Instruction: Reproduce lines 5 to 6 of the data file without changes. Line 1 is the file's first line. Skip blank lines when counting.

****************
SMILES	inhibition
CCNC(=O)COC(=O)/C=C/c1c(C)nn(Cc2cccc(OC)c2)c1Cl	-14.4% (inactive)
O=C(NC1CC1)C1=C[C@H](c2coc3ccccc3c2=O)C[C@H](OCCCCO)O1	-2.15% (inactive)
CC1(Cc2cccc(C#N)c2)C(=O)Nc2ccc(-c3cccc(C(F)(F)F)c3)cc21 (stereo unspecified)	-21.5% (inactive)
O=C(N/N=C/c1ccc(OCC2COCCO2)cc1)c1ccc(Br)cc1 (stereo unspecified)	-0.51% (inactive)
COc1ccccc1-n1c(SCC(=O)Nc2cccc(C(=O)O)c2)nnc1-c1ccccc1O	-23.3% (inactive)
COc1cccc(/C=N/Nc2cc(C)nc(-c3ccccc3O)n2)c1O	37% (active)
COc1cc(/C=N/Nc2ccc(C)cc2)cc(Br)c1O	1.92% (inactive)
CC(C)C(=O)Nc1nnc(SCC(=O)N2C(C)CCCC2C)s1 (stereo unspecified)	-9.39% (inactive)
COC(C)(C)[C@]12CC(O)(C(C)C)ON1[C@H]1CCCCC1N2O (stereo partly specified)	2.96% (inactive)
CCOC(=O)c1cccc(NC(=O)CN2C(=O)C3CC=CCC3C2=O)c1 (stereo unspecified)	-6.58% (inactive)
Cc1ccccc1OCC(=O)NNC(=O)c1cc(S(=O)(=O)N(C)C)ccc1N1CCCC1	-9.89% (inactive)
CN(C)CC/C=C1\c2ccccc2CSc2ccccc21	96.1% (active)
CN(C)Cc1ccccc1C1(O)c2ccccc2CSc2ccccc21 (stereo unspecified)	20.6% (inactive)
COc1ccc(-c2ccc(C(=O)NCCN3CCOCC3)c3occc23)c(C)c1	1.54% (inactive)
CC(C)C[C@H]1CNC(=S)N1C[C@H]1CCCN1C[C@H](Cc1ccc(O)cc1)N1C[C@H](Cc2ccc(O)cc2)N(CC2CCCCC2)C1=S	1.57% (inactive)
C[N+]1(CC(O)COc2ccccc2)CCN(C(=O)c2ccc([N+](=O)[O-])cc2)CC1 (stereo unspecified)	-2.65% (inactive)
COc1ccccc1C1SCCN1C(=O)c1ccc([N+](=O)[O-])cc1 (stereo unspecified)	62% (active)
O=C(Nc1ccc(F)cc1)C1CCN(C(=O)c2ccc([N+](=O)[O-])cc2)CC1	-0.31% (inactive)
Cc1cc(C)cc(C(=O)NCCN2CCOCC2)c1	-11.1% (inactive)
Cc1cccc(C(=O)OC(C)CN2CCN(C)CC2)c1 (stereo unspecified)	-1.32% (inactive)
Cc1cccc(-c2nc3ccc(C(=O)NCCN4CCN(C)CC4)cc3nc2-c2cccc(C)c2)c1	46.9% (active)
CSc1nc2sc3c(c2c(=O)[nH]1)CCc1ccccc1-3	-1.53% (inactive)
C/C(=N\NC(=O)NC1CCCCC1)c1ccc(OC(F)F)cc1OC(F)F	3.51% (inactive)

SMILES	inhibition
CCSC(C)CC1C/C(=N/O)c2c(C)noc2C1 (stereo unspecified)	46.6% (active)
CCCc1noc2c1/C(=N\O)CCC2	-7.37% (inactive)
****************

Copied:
O=C(N/N=C/c1ccc(OCC2COCCO2)cc1)c1ccc(Br)cc1 (stereo unspecified)	-0.51% (inactive)
COc1ccccc1-n1c(SCC(=O)Nc2cccc(C(=O)O)c2)nnc1-c1ccccc1O	-23.3% (inactive)